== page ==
When we consider the word pride, we might see positive aspects such as pride in our families, schools, nation, military, teams, company and workers.
But, at the same time, we have experienced pride carried too far in competitive sports and other events where people have been seriously hurt because of the enmity or hatred generated toward those on the “other side”.
Pride defined in the Scriptures
In the Scriptures, pride is an unrighteous quality. Being prideful is self-centeredness, conceit, boastfulness, arrogance or haughtiness. All of these are elements of the sin of pride but the heart or core of pride is enmity–enmity toward God and enmity toward our fellowmen. Enmity means “hatred toward, hostility to, or a state of opposition.” It is that enmity or hatred that can destroy us spiritually. Pride is essentially competitive in nature. As the apostle Paul said, “For all seek their own, not the things which are Jesus Christ’s.” (Philippians 2: 21 in the Bible)
Enmity toward God and mankind
Our enmity toward God takes on many labels, such as rebellion, hard-heartedness, stiff-neckedness, unrepentance, easily offended and sign seekers. The proud wish God would agree with them. They aren’t interested in changing their opinions to agree with God’s. Another major portion of this very prevalent sin of pride is enmity toward our fellowmen. We are tempted daily to elevate ourselves above others and diminish them. The proud make every man their adversary by pitting their intellects, opinions, works, wealth, talents, or any other worldly measuring device, against others.
In the words of C. S. Lewis: “Pride gets no pleasure out of having something, only out of having more of it than the next man. … It is the comparison that makes you proud: the pleasure of being above the rest. Once the element of competition has gone, pride has gone.” (Mere Christianity, New York: Macmillan,
The prideful are concerned about men’s judgment
The proud stand more in fear of men’s judgment than of God’s judgment. “What will men think of me” weighs heavier than “what will God think of me?”
“And behold, how oft you have transgressed the commandments and the laws of God, and have gone on in the persuasions of men. For, behold, you should not have feared man more than God…” (Doctrine & Covenants 3: 6-7 p. 6) When pride has a hold on our hearts, we lose our independence of the world and deliver our freedoms to the bondage of men’s judgment. The world shouts louder than the whisperings of the Holy Spirit. The reasoning of men overrides the revelations of God, and the proud let go of the word of God.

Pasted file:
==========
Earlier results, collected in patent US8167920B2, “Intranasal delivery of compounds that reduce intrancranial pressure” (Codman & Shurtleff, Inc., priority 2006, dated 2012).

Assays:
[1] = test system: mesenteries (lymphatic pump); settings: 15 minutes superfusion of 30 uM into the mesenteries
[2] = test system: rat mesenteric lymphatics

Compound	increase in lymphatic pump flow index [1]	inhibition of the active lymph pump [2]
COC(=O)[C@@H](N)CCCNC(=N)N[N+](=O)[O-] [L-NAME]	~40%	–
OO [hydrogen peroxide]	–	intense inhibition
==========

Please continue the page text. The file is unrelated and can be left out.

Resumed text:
We see pridefulness in others not ourselves
Pride is a sin that can readily be seen in others but is rarely admitted in ourselves. Most of us consider pride to be a sin of those on the top, such as the rich and the learned, looking down at the rest of us. There is, however, a far more common ailment among us, and that is pride from the bottom looking up.
It is manifest in many ways such as faultfinding, gossiping, backbiting, murmuring, living beyond our means, envying, coveting, withholding gratitude and praise that might lift another, and being unforgiving and jealous. Another face of pride is contention. Arguments, fights, unrighteous dominion, divorces, spouse abuse, riots and disturbances all fall into this category of pride.
Contention in our families drives the Spirit of the Lord away. It also drives many of our family members away. Contention ranges from a hostile spoken word to worldwide conflicts.
“Only by pride cometh contention…” (Proverbs 13: 10 in the Bible)
Opposite of pride
The antidote for pride is humility, teachableness, meekness, submissiveness, kindness, loving, more interested in the success of others than ourselves. A prophet has said, “For the natural man is an enemy to God, and has been from the fall of Adam, and will be, forever and ever, unless he yields to the inticings of the Holy Spirit, and putteth off the natural man and becometh a saint through the atonement of Christ the Lord, and becometh as a child, submissive, meek, humble, patient, full of love,..” (Mosiah 3: 19 p. 153 in the Book of Mormon).
May each of us replace unrighteous pride with these qualities and draw closer to God.
Dallas Jones is the local leader in the Church of Jesus Christ of Latter-day Saints. Some of the article was taken from remarks by Ezra Taft Benson, Ensign, May 1989. For a more detailed discussion on Pride call (231) 383-8359 or send an email to firstname.lastname@example.org